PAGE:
As he pursues reelection, President Trump extols what he and his administration have accomplished: strongest economy in decades, lowest unemployment in 50 years, highest employment ever for African Americans and Hispanics, a strong military, and initial efforts to build a border wall. Each of these is accurate, although some Trump critics still credit President Obama for the economy.
However you apportion the credit, for any other president these accomplishments would mean approval ratings well above 50 percent and augur well for Trump’s 2020 reelection. So why are Trump’s approval ratings consistently between 42 and 46 percent? This situation should be sounding alarm bells at his reelection headquarters and at The White House. Had Trump been elected with a popular-vote majority and won by greater margins in Florida, Michigan, Ohio, Pennsylvania, and Wisconsin, his reelection would be almost certain. At this stage, however, he can’t take anything for granted.
As a lifelong real-estate dealmaker, Trump is skilled in the art of the tangible: hire an architect, secure a loan, build a building, get rich. Rinse and repeat. He often appears uncomfortable with the more intangible aspects of presidential power that don’t rely on coercion (trade, immigration) or bullying (the Federal Reserve). Instead of persuasion, incentives, or inspiration, Trump often browbeats.
While the Democrats lurch dangerously left, Trump may be fumbling his reelection when it comes to how he handles the important intangible aspects of presidential leadership, what Harvard’s Joseph Nye has long called “soft power.” Trump seems to believe that his political base cares only about achieving hard results on immigration and the economy and not “squishy” issues such as strengthening global alliances, securing elections, or improving the environment. His carefully stage-managed campaign rallies reinforce that thinking.
To win in 2020, however, Trump must reach well beyond his base and capture enough moderate and independent voters to guarantee an Electoral College victory. The GOP’s 2020 campaign map will be all about identifying, persuading, and motivating these voters. These swing voters are unlikely to react the same way as Trump’s loyal base; they may well be influenced more by soft-power considerations.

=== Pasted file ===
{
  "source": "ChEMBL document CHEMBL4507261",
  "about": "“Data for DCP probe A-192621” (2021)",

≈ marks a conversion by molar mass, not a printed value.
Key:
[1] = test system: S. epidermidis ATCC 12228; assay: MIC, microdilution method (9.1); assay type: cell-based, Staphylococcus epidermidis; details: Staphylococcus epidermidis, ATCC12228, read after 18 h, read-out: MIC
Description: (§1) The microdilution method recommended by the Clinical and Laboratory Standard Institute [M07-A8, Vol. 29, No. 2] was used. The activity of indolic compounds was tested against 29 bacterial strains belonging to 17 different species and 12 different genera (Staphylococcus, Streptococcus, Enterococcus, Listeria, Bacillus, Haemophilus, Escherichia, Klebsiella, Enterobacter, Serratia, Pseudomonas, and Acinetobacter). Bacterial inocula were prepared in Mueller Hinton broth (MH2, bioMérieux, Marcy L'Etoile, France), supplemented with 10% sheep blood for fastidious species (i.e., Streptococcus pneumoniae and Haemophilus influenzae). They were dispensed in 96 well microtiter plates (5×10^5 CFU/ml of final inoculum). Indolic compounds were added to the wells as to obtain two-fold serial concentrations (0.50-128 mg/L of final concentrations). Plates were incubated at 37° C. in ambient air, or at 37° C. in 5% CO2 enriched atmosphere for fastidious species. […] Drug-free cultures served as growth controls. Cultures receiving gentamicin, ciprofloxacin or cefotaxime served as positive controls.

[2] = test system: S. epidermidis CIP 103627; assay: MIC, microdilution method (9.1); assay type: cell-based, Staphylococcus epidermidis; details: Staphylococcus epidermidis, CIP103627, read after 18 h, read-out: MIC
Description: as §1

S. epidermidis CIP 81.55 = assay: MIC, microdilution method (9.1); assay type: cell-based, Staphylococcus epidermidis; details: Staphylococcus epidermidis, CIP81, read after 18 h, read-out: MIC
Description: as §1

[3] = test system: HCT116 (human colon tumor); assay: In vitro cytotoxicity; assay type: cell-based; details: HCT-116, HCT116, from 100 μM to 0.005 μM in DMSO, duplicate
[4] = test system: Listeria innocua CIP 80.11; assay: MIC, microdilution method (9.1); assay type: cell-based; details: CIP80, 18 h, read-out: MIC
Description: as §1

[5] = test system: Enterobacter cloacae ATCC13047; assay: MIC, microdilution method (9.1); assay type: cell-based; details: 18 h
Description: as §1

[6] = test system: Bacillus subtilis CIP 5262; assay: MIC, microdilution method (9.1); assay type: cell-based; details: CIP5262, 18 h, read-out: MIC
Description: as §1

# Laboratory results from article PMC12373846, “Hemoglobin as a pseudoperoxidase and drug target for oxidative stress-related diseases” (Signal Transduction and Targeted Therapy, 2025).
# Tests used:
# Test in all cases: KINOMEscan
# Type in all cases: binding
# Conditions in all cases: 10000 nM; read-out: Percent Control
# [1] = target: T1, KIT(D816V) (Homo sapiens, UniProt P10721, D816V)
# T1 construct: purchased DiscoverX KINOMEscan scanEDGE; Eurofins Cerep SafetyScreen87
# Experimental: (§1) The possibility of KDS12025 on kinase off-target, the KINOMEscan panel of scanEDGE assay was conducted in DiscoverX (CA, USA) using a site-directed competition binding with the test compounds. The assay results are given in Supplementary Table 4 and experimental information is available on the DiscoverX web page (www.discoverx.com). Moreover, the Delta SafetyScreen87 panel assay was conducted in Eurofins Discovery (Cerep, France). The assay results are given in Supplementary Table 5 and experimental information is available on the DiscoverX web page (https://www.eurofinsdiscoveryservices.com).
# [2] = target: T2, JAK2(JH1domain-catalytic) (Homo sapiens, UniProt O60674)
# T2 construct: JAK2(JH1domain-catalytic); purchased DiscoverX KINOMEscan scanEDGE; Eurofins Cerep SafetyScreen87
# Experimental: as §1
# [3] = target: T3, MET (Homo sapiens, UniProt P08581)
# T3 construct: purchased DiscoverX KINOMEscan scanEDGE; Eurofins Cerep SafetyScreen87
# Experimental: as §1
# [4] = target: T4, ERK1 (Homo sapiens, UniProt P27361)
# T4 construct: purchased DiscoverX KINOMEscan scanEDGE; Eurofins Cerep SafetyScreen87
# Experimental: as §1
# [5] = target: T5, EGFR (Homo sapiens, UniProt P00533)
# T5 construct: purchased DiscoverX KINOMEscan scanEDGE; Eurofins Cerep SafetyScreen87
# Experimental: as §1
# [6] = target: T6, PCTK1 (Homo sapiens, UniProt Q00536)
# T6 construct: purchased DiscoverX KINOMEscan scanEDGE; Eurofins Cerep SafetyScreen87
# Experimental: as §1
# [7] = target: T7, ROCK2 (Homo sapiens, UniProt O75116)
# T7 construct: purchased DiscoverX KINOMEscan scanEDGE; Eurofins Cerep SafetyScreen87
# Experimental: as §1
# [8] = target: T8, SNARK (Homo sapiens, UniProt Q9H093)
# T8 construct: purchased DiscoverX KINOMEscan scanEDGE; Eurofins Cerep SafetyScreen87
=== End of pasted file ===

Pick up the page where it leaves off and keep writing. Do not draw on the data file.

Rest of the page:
Compare Trump with Ronald Reagan, whose skills and experience were the opposite of Trump’s. As an actor, Reagan read scripts and translated those words into feelings, emotions, and images on a movie screen. Reagan’s skill was the art of the intangible, the art of nuance. As president, Reagan expanded American military power and projected strength. He could be tough (“Mr. Gorbachev, tear down this wall”), but he was also an effective consoler-in-chief, as the nation saw when the Challenger space shuttle exploded. Reagan’s softer side, along with his self-deprecating sense of humor, effectively disarmed many of his opponents. “Soft power” does not imply weakness; the word “power” is also part of that equation.
“Make America Great Again” is to Donald Trump what “Morning in America” was to Ronald Reagan’s 1984 reelection campaign. Trump’s campaign slogan reflects a builder’s concrete, tangible desire to “make” something. Reagan’s slogan reflects an actor’s evocation of an intangible patriotic vision, an emotional, upbeat, optimistic feeling about America’s future. Reagan understood that Americans are doers and dreamers and that our greatness stems from those twin aspects of our national character.
Many American leaders have extolled American greatness, and some have even invoked American “exceptionalism” given the circumstances of our founding and the 18th century ideals reflected in our Declaration of Independence and Constitution. But it’s important to note that it’s been almost 75 years since America won a major war. We project military might, but our real strength has been in how we deploy those intangible American ideals and values that we celebrate every July 4.
American greatness in the 20th century’s second half was the result of forward-looking “soft power” investments like the Marshall Plan that rebuilt much of Western Europe and ensured overseas markets for American manufacturers; the GI Bill that enabled millions of our servicemen and women to obtain postsecondary education; a system of national highways that facilitated nationwide commerce; a space program that landed men on the moon; and defense-technology investments that led to today’s internet.
Can Trump modulate his own hard-wired, hard-power experiences and temptations to project the inspirational soft-power side of the American presidency? We’ll see. He can keep Tweeting all he likes, but he should tone down the stridency and ratchet up the empathy. Trump needs to recognize that Reagan’s “shining city on a hill” inspired more Americans than refrains of “lock her up.”
Charles Kolb was deputy assistant to the president for domestic policy in the George H.W. Bush White House from 1990-1992. From 1997-2012, he was president of the nonpartisan, business-led think tank, the Committee for Economic Development.
The views and opinions expressed in this commentary are those of the author and do not reflect the official position of The Daily Caller.